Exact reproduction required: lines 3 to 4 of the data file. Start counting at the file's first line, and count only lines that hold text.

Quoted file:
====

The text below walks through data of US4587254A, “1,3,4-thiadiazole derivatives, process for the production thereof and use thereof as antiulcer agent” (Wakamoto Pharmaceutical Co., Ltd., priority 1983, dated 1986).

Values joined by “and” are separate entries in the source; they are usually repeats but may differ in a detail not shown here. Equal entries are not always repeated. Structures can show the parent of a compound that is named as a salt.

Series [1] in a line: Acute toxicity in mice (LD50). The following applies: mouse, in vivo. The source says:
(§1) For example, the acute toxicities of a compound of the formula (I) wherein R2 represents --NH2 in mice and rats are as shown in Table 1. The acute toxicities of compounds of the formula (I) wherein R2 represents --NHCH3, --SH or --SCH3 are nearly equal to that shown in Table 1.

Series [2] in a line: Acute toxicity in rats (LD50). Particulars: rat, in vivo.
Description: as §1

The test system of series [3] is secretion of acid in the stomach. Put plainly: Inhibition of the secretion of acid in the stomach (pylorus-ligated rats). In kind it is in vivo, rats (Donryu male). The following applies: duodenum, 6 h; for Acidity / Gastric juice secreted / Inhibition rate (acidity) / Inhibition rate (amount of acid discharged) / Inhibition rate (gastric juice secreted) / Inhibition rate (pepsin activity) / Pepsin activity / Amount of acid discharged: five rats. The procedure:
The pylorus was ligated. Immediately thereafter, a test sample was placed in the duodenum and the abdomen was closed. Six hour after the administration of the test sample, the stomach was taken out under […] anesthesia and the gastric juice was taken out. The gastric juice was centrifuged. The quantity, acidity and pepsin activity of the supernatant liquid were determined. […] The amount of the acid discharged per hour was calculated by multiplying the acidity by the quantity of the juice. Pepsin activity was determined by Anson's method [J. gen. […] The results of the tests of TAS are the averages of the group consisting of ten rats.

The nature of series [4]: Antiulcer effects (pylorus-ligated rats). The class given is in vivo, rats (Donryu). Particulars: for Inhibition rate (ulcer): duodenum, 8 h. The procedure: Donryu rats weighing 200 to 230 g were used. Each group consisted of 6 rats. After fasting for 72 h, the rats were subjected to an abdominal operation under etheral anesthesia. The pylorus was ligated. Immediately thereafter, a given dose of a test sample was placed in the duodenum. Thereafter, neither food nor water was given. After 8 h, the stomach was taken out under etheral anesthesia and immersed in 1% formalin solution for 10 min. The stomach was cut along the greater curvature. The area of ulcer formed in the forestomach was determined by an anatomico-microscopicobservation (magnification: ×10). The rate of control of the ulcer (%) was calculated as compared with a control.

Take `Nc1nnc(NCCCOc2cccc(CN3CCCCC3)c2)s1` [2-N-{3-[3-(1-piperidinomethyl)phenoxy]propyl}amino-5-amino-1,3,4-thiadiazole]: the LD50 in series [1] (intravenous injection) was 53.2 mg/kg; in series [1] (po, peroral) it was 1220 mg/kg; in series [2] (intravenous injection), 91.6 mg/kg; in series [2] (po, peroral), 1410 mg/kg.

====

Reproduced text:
Series [1] in a line: Acute toxicity in mice (LD50). The following applies: mouse, in vivo. The source says:
(§1) For example, the acute toxicities of a compound of the formula (I) wherein R2 represents --NH2 in mice and rats are as shown in Table 1. The acute toxicities of compounds of the formula (I) wherein R2 represents --NHCH3, --SH or --SCH3 are nearly equal to that shown in Table 1.